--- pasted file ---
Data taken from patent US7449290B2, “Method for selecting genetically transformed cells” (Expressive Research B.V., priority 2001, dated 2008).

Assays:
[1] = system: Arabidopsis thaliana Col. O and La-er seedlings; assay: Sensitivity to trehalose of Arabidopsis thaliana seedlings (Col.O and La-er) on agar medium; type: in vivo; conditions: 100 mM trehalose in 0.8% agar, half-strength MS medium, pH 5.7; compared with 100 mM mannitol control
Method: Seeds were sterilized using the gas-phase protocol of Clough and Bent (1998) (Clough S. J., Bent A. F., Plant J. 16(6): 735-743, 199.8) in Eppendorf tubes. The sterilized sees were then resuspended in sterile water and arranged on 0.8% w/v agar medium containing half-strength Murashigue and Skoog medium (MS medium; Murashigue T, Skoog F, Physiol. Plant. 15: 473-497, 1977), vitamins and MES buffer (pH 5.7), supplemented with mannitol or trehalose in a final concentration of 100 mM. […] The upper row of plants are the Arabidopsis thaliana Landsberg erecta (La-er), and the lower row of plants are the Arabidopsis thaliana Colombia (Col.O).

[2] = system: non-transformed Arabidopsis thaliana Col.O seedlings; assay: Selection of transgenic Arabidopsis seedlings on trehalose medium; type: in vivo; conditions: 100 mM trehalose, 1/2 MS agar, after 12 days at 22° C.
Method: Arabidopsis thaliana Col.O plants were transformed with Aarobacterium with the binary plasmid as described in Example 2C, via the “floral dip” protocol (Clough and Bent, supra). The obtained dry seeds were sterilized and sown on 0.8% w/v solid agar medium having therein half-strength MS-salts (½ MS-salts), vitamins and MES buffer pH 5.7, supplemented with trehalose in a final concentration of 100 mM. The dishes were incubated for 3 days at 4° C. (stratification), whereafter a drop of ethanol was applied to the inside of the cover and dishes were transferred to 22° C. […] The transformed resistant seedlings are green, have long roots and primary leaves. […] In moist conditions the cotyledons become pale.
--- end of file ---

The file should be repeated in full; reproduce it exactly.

Data taken from patent US7449290B2, “Method for selecting genetically transformed cells” (Expressive Research B.V., priority 2001, dated 2008).

Assays:
[1] = system: Arabidopsis thaliana Col. O and La-er seedlings; assay: Sensitivity to trehalose of Arabidopsis thaliana seedlings (Col.O and La-er) on agar medium; type: in vivo; conditions: 100 mM trehalose in 0.8% agar, half-strength MS medium, pH 5.7; compared with 100 mM mannitol control
Method: Seeds were sterilized using the gas-phase protocol of Clough and Bent (1998) (Clough S. J., Bent A. F., Plant J. 16(6): 735-743, 199.8) in Eppendorf tubes. The sterilized sees were then resuspended in sterile water and arranged on 0.8% w/v agar medium containing half-strength Murashigue and Skoog medium (MS medium; Murashigue T, Skoog F, Physiol. Plant. 15: 473-497, 1977), vitamins and MES buffer (pH 5.7), supplemented with mannitol or trehalose in a final concentration of 100 mM. […] The upper row of plants are the Arabidopsis thaliana Landsberg erecta (La-er), and the lower row of plants are the Arabidopsis thaliana Colombia (Col.O).

[2] = system: non-transformed Arabidopsis thaliana Col.O seedlings; assay: Selection of transgenic Arabidopsis seedlings on trehalose medium; type: in vivo; conditions: 100 mM trehalose, 1/2 MS agar, after 12 days at 22° C.
Method: Arabidopsis thaliana Col.O plants were transformed with Aarobacterium with the binary plasmid as described in Example 2C, via the “floral dip” protocol (Clough and Bent, supra). The obtained dry seeds were sterilized and sown on 0.8% w/v solid agar medium having therein half-strength MS-salts (½ MS-salts), vitamins and MES buffer pH 5.7, supplemented with trehalose in a final concentration of 100 mM. The dishes were incubated for 3 days at 4° C. (stratification), whereafter a drop of ethanol was applied to the inside of the cover and dishes were transferred to 22° C. […] The transformed resistant seedlings are green, have long roots and primary leaves. […] In moist conditions the cotyledons become pale.